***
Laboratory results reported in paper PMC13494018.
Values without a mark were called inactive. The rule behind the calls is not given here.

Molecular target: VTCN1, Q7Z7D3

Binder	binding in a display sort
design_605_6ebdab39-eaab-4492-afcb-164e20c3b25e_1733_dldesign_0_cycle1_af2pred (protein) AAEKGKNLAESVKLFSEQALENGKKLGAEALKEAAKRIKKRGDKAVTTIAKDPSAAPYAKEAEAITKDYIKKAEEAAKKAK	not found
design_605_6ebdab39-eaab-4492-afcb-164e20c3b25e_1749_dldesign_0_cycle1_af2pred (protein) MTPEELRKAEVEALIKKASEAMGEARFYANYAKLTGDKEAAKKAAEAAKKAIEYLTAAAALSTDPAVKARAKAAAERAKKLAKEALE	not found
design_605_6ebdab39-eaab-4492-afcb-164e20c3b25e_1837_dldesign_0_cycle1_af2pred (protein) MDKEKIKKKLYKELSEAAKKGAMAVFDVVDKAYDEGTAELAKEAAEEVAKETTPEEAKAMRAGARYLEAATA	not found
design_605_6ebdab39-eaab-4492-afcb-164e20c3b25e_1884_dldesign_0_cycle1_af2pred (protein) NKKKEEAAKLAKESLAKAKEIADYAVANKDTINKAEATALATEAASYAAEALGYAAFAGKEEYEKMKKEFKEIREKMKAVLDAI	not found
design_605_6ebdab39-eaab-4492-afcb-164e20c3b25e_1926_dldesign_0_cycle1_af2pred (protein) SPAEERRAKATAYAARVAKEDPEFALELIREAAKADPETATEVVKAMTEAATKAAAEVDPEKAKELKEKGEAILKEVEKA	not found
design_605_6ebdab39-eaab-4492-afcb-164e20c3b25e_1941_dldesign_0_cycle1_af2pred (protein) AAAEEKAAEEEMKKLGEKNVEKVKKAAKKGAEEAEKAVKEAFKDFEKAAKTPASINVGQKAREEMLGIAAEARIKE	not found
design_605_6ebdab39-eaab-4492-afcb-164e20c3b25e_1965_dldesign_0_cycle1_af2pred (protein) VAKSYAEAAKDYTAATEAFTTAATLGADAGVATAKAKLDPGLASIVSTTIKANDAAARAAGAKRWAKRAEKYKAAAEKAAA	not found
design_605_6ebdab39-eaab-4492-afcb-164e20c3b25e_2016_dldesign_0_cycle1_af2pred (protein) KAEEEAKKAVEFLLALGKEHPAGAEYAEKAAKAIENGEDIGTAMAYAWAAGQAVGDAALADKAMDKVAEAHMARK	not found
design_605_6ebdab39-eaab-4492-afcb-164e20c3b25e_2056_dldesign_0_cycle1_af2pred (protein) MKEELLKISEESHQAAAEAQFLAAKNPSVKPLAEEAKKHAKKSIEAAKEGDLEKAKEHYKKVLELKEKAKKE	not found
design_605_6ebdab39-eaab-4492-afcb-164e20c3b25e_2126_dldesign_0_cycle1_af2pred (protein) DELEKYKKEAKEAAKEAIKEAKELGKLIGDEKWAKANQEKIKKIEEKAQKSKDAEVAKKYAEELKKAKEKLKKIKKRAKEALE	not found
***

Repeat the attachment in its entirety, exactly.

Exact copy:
Laboratory results reported in paper PMC13494018.
Values without a mark were called inactive. The rule behind the calls is not given here.

Molecular target: VTCN1, Q7Z7D3

Binder	binding in a display sort
design_605_6ebdab39-eaab-4492-afcb-164e20c3b25e_1733_dldesign_0_cycle1_af2pred (protein) AAEKGKNLAESVKLFSEQALENGKKLGAEALKEAAKRIKKRGDKAVTTIAKDPSAAPYAKEAEAITKDYIKKAEEAAKKAK	not found
design_605_6ebdab39-eaab-4492-afcb-164e20c3b25e_1749_dldesign_0_cycle1_af2pred (protein) MTPEELRKAEVEALIKKASEAMGEARFYANYAKLTGDKEAAKKAAEAAKKAIEYLTAAAALSTDPAVKARAKAAAERAKKLAKEALE	not found
design_605_6ebdab39-eaab-4492-afcb-164e20c3b25e_1837_dldesign_0_cycle1_af2pred (protein) MDKEKIKKKLYKELSEAAKKGAMAVFDVVDKAYDEGTAELAKEAAEEVAKETTPEEAKAMRAGARYLEAATA	not found
design_605_6ebdab39-eaab-4492-afcb-164e20c3b25e_1884_dldesign_0_cycle1_af2pred (protein) NKKKEEAAKLAKESLAKAKEIADYAVANKDTINKAEATALATEAASYAAEALGYAAFAGKEEYEKMKKEFKEIREKMKAVLDAI	not found
design_605_6ebdab39-eaab-4492-afcb-164e20c3b25e_1926_dldesign_0_cycle1_af2pred (protein) SPAEERRAKATAYAARVAKEDPEFALELIREAAKADPETATEVVKAMTEAATKAAAEVDPEKAKELKEKGEAILKEVEKA	not found
design_605_6ebdab39-eaab-4492-afcb-164e20c3b25e_1941_dldesign_0_cycle1_af2pred (protein) AAAEEKAAEEEMKKLGEKNVEKVKKAAKKGAEEAEKAVKEAFKDFEKAAKTPASINVGQKAREEMLGIAAEARIKE	not found
design_605_6ebdab39-eaab-4492-afcb-164e20c3b25e_1965_dldesign_0_cycle1_af2pred (protein) VAKSYAEAAKDYTAATEAFTTAATLGADAGVATAKAKLDPGLASIVSTTIKANDAAARAAGAKRWAKRAEKYKAAAEKAAA	not found
design_605_6ebdab39-eaab-4492-afcb-164e20c3b25e_2016_dldesign_0_cycle1_af2pred (protein) KAEEEAKKAVEFLLALGKEHPAGAEYAEKAAKAIENGEDIGTAMAYAWAAGQAVGDAALADKAMDKVAEAHMARK	not found
design_605_6ebdab39-eaab-4492-afcb-164e20c3b25e_2056_dldesign_0_cycle1_af2pred (protein) MKEELLKISEESHQAAAEAQFLAAKNPSVKPLAEEAKKHAKKSIEAAKEGDLEKAKEHYKKVLELKEKAKKE	not found
design_605_6ebdab39-eaab-4492-afcb-164e20c3b25e_2126_dldesign_0_cycle1_af2pred (protein) DELEKYKKEAKEAAKEAIKEAKELGKLIGDEKWAKANQEKIKKIEEKAQKSKDAEVAKKYAEELKKAKEKLKKIKKRAKEALE	not found